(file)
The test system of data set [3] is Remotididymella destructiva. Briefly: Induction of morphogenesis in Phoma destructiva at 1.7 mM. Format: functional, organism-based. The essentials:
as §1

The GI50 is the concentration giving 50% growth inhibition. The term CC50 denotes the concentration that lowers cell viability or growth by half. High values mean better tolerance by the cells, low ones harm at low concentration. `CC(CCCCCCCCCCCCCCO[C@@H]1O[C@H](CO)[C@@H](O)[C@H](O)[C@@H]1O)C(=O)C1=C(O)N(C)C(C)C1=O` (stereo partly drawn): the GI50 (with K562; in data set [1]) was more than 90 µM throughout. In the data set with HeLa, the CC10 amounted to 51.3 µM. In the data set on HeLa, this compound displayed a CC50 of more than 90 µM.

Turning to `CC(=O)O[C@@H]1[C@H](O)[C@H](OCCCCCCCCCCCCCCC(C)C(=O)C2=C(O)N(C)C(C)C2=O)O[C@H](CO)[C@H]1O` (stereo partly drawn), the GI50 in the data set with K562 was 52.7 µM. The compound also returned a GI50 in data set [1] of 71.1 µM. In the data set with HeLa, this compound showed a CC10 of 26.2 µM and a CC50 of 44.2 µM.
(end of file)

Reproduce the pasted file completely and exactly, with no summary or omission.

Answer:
The test system of data set [3] is Remotididymella destructiva. Briefly: Induction of morphogenesis in Phoma destructiva at 1.7 mM. Format: functional, organism-based. The essentials:
as §1

The GI50 is the concentration giving 50% growth inhibition. The term CC50 denotes the concentration that lowers cell viability or growth by half. High values mean better tolerance by the cells, low ones harm at low concentration. `CC(CCCCCCCCCCCCCCO[C@@H]1O[C@H](CO)[C@@H](O)[C@H](O)[C@@H]1O)C(=O)C1=C(O)N(C)C(C)C1=O` (stereo partly drawn): the GI50 (with K562; in data set [1]) was more than 90 µM throughout. In the data set with HeLa, the CC10 amounted to 51.3 µM. In the data set on HeLa, this compound displayed a CC50 of more than 90 µM.

Turning to `CC(=O)O[C@@H]1[C@H](O)[C@H](OCCCCCCCCCCCCCCC(C)C(=O)C2=C(O)N(C)C(C)C2=O)O[C@H](CO)[C@H]1O` (stereo partly drawn), the GI50 in the data set with K562 was 52.7 µM. The compound also returned a GI50 in data set [1] of 71.1 µM. In the data set with HeLa, this compound showed a CC10 of 26.2 µM and a CC50 of 44.2 µM.